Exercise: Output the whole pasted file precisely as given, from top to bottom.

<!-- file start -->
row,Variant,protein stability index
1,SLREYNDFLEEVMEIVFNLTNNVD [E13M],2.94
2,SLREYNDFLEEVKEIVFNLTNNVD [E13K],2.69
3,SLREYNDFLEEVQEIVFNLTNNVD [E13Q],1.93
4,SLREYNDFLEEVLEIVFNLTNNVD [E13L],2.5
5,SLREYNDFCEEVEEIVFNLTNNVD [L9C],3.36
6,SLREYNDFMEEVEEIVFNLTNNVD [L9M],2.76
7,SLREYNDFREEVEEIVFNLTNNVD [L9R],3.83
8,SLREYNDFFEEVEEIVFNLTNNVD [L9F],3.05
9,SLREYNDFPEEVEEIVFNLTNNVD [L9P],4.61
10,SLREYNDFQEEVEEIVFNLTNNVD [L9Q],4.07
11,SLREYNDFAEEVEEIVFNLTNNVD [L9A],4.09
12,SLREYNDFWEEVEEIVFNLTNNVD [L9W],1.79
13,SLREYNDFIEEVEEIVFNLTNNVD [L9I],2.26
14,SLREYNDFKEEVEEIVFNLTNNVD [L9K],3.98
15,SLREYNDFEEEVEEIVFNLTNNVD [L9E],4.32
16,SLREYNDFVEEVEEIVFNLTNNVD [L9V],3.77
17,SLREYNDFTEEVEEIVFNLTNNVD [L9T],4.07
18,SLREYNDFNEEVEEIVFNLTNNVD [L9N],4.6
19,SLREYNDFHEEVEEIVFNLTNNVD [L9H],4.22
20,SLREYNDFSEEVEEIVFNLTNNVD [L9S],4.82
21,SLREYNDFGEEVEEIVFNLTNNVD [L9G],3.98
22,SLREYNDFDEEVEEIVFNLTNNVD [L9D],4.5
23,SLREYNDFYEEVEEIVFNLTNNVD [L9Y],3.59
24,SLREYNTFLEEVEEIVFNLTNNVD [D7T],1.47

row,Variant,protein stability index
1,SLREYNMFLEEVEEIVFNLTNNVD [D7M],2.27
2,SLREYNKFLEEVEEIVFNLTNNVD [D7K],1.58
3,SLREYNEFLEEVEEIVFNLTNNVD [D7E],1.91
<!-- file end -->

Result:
row,Variant,protein stability index
1,SLREYNDFLEEVMEIVFNLTNNVD [E13M],2.94
2,SLREYNDFLEEVKEIVFNLTNNVD [E13K],2.69
3,SLREYNDFLEEVQEIVFNLTNNVD [E13Q],1.93
4,SLREYNDFLEEVLEIVFNLTNNVD [E13L],2.5
5,SLREYNDFCEEVEEIVFNLTNNVD [L9C],3.36
6,SLREYNDFMEEVEEIVFNLTNNVD [L9M],2.76
7,SLREYNDFREEVEEIVFNLTNNVD [L9R],3.83
8,SLREYNDFFEEVEEIVFNLTNNVD [L9F],3.05
9,SLREYNDFPEEVEEIVFNLTNNVD [L9P],4.61
10,SLREYNDFQEEVEEIVFNLTNNVD [L9Q],4.07
11,SLREYNDFAEEVEEIVFNLTNNVD [L9A],4.09
12,SLREYNDFWEEVEEIVFNLTNNVD [L9W],1.79
13,SLREYNDFIEEVEEIVFNLTNNVD [L9I],2.26
14,SLREYNDFKEEVEEIVFNLTNNVD [L9K],3.98
15,SLREYNDFEEEVEEIVFNLTNNVD [L9E],4.32
16,SLREYNDFVEEVEEIVFNLTNNVD [L9V],3.77
17,SLREYNDFTEEVEEIVFNLTNNVD [L9T],4.07
18,SLREYNDFNEEVEEIVFNLTNNVD [L9N],4.6
19,SLREYNDFHEEVEEIVFNLTNNVD [L9H],4.22
20,SLREYNDFSEEVEEIVFNLTNNVD [L9S],4.82
21,SLREYNDFGEEVEEIVFNLTNNVD [L9G],3.98
22,SLREYNDFDEEVEEIVFNLTNNVD [L9D],4.5
23,SLREYNDFYEEVEEIVFNLTNNVD [L9Y],3.59
24,SLREYNTFLEEVEEIVFNLTNNVD [D7T],1.47

row,Variant,protein stability index
1,SLREYNMFLEEVEEIVFNLTNNVD [D7M],2.27
2,SLREYNKFLEEVEEIVFNLTNNVD [D7K],1.58
3,SLREYNEFLEEVEEIVFNLTNNVD [D7E],1.91